Mapping Pathways is a multi-national project to develop and nurture a research-driven, community-led global understanding of the emerging evidence base around the adoption of antiretroviral-based prevention strategies to end the HIV/AIDS epidemic. The evidence base is more than results from clinical trials - it must include stakeholder and community perspectives as well.

13 June 2012

Advisory Committee Recommends FDA Approval of In-Home HIV Test

via, by Cassandra Willyard

Last month, patient advocates hailed the unanimous vote by an advisory committee to the US Food and Drug Administration that recommended that the agency approve the OraQuick In-Home HIV test, an over-the-counter diagnostic that can be taken without medical supervision. If approved, the OraQuick test would be the first home test approved for an infectious disease. But concerns remain about whether the price will render it out of reach of those who need it most and what the test will mean for the handful of individuals participating in HIV vaccine trials.

The OraQuick test, from Pennsylvania-based OraSure Technologies, is a home version of a rapid HIV test already used in many medical centers. The kit includes an instructional booklet and a test stick, which the user swipes along his or her upper and lower gums and contains molecules that react against HIV-specific antibodies produced by the body. Results are ready just 20 minutes later. Two lines on the dipstick signify a positive result, which must be confirmed by a more sensitive test at a clinical laboratory. The company plans to provide a 24-hour hotline so that customers can ask questions or receive counseling, but the phone call is optional.

FDA approval of OraQuick would probably pave the way for other in-home HIV tests. Chembio Diagnostic Systems, based just outside New York City, already plans to seek approval for a home version of its rapid 'Sure Check HIV' test, which requires a drop of blood. Although over-the-counter tests for HIV and hepatitis C are already available from Illinois-based Home Access Health Corporation, both require the consumer to send a blood specimen to a laboratory for analysis and results.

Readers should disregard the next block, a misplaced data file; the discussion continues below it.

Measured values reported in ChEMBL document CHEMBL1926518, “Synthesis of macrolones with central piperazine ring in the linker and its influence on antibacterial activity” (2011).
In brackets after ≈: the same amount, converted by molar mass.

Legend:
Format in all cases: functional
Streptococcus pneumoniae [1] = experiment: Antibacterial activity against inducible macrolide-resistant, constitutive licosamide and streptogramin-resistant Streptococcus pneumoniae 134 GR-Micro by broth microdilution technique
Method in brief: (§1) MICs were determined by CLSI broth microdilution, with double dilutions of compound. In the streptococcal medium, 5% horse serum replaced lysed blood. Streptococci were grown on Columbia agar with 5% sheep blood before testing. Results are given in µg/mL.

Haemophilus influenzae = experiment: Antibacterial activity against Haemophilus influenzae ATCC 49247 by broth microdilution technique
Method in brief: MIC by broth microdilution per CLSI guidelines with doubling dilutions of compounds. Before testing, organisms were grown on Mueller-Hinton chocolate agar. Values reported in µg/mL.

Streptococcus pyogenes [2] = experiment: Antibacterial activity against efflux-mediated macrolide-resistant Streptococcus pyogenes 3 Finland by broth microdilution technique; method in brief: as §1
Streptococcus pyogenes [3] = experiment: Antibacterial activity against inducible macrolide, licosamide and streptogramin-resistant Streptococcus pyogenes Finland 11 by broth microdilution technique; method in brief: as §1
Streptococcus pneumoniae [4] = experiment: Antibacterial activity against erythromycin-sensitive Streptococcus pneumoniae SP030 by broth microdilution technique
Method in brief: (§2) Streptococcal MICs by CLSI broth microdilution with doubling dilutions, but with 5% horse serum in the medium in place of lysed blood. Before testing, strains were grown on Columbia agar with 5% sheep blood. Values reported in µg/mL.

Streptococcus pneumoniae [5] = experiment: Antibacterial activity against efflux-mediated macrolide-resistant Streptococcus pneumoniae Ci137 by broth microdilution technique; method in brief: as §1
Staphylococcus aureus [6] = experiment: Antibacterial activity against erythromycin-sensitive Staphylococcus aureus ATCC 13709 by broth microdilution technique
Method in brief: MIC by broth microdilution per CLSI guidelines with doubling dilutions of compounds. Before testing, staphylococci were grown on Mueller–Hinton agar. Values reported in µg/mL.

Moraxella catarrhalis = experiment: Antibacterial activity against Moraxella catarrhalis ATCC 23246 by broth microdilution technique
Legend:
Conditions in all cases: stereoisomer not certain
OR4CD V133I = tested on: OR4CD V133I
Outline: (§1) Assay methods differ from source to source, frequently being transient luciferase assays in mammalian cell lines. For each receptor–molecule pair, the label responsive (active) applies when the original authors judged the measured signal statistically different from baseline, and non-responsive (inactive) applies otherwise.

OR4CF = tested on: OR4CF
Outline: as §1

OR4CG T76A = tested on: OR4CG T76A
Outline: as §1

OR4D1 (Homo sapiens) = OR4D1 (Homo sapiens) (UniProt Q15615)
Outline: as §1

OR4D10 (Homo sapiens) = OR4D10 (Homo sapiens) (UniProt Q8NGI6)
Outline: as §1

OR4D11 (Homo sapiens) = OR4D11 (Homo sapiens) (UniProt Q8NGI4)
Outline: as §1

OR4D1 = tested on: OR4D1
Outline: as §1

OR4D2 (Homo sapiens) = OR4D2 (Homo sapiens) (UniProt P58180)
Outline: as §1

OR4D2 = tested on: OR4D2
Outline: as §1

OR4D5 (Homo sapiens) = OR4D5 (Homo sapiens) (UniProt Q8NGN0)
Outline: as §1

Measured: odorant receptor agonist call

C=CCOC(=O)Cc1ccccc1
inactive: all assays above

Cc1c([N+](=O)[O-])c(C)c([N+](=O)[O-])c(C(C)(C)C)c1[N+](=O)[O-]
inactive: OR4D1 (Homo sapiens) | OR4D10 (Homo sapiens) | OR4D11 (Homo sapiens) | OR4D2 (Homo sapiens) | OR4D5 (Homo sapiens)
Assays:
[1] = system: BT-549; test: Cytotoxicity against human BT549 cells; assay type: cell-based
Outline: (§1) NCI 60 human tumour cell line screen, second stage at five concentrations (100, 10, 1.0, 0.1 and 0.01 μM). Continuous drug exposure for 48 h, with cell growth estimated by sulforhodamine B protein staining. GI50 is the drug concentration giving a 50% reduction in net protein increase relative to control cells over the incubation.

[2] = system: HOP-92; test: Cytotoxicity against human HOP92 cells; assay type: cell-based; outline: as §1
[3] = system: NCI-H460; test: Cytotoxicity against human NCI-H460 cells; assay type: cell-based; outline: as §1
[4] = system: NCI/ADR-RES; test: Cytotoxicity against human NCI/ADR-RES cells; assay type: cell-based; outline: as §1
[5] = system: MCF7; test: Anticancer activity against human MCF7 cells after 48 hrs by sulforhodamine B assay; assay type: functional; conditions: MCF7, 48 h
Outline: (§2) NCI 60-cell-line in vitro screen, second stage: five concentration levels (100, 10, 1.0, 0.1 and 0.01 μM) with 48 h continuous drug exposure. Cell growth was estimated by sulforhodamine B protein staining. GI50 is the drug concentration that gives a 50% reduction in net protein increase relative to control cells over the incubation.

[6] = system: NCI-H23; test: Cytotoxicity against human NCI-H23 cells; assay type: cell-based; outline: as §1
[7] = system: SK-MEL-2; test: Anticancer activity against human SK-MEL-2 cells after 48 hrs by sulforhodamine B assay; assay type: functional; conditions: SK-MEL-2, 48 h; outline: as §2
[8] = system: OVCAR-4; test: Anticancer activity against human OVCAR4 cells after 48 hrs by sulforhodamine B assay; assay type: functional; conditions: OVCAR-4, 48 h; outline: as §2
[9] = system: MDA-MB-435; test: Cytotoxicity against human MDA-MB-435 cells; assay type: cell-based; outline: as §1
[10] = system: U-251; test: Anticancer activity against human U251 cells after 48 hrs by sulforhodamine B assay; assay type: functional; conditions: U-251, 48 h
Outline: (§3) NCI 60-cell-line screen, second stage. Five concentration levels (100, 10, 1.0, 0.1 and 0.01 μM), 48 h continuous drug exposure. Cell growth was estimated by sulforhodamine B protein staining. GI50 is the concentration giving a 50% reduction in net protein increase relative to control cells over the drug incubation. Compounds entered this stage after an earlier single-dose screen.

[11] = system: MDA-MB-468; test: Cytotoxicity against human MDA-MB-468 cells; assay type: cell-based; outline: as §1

No test is perfect, however, and one major concern is that people who test negative using the OraQuick kit might actually have HIV. In a recent phase 3 trial, OraSure gave the prototype to 5,662 individuals to use in their homes. The results, made public by the company in filing for approval, indicate that only 93% of the 114 individuals infected with HIV received a positive test result. In the clinical setting, the same test is 99% accurate. Why the home test missed so many infections isn't clear. Because the OraQuick test detects HIV-specific antibodies, recently infected individuals may test negative. False positives seemed to be less of a problem; only one uninfected study participant tested positive.

Read the rest.

[Content that is linked from other sources is for informational purposes and should not construe a Mapping Pathways position. Please look for us on Facebook here and you can follow us on Twitter @mappingpathways as well.]

No comments:

Post a Comment